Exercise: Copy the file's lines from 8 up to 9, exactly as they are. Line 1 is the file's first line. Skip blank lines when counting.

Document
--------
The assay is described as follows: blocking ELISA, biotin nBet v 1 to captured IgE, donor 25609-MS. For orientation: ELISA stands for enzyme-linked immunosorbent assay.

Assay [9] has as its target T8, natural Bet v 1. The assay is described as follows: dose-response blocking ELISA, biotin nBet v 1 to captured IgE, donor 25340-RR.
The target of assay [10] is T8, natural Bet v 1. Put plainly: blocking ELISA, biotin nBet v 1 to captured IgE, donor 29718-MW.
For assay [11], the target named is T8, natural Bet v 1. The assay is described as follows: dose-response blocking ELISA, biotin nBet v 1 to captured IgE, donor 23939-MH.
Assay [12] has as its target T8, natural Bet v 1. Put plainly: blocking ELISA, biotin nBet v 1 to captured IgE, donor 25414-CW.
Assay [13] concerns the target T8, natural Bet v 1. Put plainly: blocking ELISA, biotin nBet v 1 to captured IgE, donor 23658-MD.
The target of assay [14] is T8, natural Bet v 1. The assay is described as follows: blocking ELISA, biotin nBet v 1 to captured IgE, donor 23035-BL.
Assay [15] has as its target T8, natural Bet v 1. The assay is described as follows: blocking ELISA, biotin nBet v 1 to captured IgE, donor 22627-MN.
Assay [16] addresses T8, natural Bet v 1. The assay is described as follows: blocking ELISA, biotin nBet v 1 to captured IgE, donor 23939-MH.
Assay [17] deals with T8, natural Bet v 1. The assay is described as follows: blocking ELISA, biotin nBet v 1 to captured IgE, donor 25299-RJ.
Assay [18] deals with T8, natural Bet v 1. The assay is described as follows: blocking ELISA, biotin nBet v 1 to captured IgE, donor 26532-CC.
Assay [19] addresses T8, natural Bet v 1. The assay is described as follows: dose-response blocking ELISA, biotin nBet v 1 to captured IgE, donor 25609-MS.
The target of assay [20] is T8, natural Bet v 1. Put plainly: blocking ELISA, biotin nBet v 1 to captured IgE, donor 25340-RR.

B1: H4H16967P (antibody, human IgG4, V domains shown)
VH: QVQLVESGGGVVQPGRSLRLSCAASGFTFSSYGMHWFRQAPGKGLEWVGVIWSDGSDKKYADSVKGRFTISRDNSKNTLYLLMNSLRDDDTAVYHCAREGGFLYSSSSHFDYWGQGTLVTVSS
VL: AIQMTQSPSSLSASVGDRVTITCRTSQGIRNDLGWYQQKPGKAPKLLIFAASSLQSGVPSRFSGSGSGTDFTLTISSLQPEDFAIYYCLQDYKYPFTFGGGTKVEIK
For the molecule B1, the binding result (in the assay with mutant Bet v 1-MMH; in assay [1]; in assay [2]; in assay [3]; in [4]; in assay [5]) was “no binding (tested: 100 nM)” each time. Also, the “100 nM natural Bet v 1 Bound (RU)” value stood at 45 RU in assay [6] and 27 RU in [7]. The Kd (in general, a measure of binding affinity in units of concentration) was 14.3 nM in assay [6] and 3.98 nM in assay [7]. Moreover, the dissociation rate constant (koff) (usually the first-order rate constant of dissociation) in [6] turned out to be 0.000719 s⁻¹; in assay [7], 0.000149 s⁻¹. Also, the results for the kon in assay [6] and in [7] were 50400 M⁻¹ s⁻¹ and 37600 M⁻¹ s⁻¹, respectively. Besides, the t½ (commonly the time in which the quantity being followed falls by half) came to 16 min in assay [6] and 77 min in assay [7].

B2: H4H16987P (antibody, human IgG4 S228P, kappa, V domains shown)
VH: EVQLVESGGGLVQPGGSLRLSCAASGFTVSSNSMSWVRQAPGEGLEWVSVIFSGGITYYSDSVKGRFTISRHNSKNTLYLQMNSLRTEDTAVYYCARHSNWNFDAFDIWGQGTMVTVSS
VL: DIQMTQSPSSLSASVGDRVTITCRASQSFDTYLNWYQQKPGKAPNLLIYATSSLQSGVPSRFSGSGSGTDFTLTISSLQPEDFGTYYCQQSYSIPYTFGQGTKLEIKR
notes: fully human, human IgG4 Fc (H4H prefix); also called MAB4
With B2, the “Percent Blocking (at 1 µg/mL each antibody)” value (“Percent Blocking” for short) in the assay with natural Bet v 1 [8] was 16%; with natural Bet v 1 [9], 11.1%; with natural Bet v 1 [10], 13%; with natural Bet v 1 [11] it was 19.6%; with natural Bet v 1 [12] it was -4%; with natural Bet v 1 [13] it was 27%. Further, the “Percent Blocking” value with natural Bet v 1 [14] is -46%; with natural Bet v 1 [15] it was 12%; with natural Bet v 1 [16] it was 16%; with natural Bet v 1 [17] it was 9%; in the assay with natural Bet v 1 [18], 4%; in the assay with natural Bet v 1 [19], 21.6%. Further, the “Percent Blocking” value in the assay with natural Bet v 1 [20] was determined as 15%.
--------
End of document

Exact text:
Assay [15] has as its target T8, natural Bet v 1. The assay is described as follows: blocking ELISA, biotin nBet v 1 to captured IgE, donor 22627-MN.
Assay [16] addresses T8, natural Bet v 1. The assay is described as follows: blocking ELISA, biotin nBet v 1 to captured IgE, donor 23939-MH.